3 April 2017
By Kirsten Henson

Promoting diversity in construction

Last month the world celebrated International Women’s Day, and with the signing of Article 50, we are increasingly exposed to concerns about the looming skills gap in our industry. The two are connected. With women making up approximately 14% of the construction work force, tapping the potential is critical to the future of our industry.


A lot has been written about why women and young people are not attracted into the industry. After facing poor careers advice at school in which the exploration of a career in engineering was summarised as ‘wanting to stand on the side of a road in a hard hat’, I went on to tackle a predominantly uninspiring engineering degree in which I cannot recall a single female lecturer. However, as for many in my position, the battle was not over. Facing latent sexism crudely disguised as ‘banter’ by both those in senior positions and on the job site was, I hate to say it, somehow expected. However, being undermined in a cursory manner from some senior women in the industry was a little more difficult to rationalise.


I have spoken to many younger women, and unfortunately, sexism within the industry still exists. It needs to be tackled; women need to know that if they are not confident in standing up to such behaviour, there is someone at senior level to whom the issue can be reported. It is then up to that senior person to handle the situation with the delicacy it requires. I was fortunate enough to find such a Project Director on one construction site where, as a young woman, I found myself somewhat paralysed in the face of ‘banter’. After quietly reporting the situation, as I had experienced it, the inappropriate behaviour stopped immediately and almost 10 years on I still occasionally work alongside one of the individuals involved. We have a positive and constructive working relationship.


I rather stumbled on the solution to the second issue…I set up my own consultancy. I now find myself as a female in a senior position. Without me really knowing it, the consultancy has become a home for intelligent, ambitious, young people. It is a place where they do not have to fight to be heard, where they can share their stories of a difficult meeting, where egos are left at the door of the office and we function as one team with honesty, respect and integrity.


There is a strong network of women in the built environment; Urbanistas and Women in Property to name two. We seek out one another to share experiences of being a minority in an industry that so many of us are passionate about. From the young women starting their careers struggling to gain respect, to senior managers being overlooked for personal coaching and career progression, sharing the stories helps. Knowing you are not alone in your battle helps to gives you the drive to fight another day.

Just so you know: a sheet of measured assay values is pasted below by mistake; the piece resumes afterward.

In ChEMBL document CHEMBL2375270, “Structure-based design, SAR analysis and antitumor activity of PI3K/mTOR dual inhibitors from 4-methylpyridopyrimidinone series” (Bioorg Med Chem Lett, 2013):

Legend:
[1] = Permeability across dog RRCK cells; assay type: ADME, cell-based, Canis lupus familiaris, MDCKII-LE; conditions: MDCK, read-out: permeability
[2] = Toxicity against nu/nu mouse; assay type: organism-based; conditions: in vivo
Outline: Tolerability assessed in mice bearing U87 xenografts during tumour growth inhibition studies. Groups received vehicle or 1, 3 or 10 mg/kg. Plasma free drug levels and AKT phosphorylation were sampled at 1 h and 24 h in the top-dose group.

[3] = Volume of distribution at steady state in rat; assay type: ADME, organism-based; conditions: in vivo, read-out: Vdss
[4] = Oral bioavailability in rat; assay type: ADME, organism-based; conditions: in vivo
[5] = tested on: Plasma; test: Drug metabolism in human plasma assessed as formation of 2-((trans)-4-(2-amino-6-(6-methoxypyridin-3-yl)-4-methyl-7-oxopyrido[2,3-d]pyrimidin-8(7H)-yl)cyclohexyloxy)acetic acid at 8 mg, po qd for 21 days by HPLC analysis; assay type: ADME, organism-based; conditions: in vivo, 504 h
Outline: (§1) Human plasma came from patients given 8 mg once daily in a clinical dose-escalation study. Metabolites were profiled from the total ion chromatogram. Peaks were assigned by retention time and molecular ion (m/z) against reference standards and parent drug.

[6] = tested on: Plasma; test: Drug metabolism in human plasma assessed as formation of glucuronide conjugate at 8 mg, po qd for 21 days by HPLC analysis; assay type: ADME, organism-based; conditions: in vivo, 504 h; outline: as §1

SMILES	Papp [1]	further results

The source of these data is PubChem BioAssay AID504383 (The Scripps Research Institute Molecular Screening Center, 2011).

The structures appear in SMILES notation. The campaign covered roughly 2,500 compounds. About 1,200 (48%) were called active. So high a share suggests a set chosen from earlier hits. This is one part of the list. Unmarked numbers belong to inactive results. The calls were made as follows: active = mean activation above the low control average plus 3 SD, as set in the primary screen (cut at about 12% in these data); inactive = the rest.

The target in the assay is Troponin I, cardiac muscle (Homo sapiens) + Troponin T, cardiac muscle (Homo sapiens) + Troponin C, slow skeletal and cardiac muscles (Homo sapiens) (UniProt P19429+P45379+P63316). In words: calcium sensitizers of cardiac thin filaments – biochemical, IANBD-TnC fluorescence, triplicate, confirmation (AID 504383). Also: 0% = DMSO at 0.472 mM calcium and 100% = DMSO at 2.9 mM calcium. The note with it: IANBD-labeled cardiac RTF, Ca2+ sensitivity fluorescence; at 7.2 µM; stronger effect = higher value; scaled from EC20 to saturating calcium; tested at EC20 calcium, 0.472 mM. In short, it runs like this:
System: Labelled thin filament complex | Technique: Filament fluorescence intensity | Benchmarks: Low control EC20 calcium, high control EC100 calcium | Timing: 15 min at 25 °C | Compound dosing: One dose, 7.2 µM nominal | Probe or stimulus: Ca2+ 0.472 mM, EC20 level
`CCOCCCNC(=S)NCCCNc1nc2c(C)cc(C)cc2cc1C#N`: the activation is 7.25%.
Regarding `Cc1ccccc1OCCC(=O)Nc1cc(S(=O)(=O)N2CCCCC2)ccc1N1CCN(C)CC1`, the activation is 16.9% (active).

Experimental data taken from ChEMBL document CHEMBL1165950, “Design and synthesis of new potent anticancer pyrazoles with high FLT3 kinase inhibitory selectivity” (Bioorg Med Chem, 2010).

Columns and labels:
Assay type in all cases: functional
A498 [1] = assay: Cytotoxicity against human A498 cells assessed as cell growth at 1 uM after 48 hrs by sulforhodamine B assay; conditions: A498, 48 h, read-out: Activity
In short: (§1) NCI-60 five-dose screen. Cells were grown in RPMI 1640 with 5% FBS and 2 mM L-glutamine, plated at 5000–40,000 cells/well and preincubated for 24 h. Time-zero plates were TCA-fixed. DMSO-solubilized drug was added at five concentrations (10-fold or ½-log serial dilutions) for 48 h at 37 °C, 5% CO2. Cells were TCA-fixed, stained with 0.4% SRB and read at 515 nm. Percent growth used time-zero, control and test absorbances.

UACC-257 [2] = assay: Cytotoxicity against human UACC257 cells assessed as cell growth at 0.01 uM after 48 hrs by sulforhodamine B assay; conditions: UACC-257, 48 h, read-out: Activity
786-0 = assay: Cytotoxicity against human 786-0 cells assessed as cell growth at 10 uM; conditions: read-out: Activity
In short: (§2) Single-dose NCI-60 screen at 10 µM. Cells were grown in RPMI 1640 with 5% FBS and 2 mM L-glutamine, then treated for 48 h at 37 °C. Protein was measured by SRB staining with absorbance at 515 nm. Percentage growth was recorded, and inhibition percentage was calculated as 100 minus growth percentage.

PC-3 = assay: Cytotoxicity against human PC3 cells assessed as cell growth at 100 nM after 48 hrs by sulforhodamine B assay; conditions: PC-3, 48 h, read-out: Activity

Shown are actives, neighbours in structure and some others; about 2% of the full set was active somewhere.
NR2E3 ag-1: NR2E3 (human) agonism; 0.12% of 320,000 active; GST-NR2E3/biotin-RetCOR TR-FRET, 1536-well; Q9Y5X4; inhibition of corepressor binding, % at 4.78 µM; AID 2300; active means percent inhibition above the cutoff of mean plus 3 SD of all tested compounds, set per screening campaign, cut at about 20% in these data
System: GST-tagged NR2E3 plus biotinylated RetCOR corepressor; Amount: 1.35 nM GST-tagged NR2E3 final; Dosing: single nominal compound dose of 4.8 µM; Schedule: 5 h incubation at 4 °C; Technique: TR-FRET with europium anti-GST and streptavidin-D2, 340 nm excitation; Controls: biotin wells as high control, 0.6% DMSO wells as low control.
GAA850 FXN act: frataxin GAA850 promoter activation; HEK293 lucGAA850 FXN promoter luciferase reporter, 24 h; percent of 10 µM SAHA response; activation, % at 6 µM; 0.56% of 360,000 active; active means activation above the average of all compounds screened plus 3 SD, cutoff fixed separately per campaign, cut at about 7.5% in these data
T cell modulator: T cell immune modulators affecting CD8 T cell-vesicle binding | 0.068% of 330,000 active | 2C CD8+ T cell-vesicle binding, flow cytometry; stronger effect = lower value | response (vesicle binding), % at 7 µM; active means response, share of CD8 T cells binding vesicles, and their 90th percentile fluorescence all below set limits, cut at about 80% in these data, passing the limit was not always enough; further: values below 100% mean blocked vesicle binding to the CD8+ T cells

And it is not just women. Many of KLH’s clients and collaborators are male, and it seems men of all seniority also appreciate talking with someone who will help them explore both personal and professional decisions. A non-judgemental confidant; I consider myself fortunate to have been approached by male clients and colleagues to explore far-ranging issues such as retirement, career-change and family issues. Maybe it seems strange to discuss such things with clients, but in a world where the biggest killer of men under the age of 45 is suicide, if I can contribute to a broader discussion around emotional well-being for the entire industry, I am happy to do so.


The team at KLH spend time at various universities and schools lecturing on a wide range of subjects associated with sustainable development. My message is always the same: construction is an incredible career choice, with a multitude of technical disciplines. It is challenging for a variety of reasons, but the rewards are huge. I love walking through London and seeing projects in which I have played a part, they will be part of society longer than I will.


This is a message we need to get out to our young people, and that message needs to be delivered by women, ethnic minorities and disabled people of all ages currently enjoying a successful career in construction. We need to be honest about the challenges and we need to provide the working environments that encourage, develop and support young people to achieve success. The future of our industry depends on it. The contribution of diversity in construction runs deeper than simply offering a different perspective in business.





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